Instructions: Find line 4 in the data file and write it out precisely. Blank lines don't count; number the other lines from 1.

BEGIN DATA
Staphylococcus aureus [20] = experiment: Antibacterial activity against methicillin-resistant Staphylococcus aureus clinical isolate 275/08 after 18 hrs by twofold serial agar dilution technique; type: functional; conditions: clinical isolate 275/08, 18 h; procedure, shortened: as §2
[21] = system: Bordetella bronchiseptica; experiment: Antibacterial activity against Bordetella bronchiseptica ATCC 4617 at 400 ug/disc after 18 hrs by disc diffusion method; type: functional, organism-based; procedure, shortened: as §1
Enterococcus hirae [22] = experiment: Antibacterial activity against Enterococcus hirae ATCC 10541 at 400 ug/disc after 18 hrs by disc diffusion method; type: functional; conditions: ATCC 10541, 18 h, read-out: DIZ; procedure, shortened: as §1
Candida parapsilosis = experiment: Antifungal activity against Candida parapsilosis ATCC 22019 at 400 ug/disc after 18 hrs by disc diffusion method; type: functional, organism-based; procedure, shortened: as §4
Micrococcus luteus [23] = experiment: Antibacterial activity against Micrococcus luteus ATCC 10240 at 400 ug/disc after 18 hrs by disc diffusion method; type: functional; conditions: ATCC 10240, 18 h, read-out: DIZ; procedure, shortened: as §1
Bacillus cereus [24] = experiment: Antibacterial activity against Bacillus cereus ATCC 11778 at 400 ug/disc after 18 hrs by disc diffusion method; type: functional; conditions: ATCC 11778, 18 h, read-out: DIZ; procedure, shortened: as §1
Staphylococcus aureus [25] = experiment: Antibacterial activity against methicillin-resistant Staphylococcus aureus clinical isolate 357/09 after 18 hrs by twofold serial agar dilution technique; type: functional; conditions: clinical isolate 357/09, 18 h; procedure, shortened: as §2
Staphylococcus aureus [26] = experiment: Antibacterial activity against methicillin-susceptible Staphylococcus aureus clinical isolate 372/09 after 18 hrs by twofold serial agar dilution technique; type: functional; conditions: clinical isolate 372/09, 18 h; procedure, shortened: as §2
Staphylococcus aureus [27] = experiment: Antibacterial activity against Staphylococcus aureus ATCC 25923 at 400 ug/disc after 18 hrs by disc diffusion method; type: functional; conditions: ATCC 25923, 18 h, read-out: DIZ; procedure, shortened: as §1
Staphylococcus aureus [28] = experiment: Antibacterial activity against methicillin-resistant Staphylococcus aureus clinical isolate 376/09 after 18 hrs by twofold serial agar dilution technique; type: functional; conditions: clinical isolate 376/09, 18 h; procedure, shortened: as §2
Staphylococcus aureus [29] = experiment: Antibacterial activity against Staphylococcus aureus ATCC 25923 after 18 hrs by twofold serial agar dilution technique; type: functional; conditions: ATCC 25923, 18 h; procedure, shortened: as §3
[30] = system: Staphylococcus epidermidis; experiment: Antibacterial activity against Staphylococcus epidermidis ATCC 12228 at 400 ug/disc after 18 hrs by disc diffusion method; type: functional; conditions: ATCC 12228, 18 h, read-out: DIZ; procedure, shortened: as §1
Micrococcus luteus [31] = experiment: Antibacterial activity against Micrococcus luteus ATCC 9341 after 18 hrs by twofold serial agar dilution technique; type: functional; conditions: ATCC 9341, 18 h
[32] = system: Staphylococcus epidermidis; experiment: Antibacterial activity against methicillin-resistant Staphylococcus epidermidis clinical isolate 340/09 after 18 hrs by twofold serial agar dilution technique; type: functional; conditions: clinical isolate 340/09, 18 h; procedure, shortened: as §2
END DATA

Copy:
Candida parapsilosis = experiment: Antifungal activity against Candida parapsilosis ATCC 22019 at 400 ug/disc after 18 hrs by disc diffusion method; type: functional, organism-based; procedure, shortened: as §4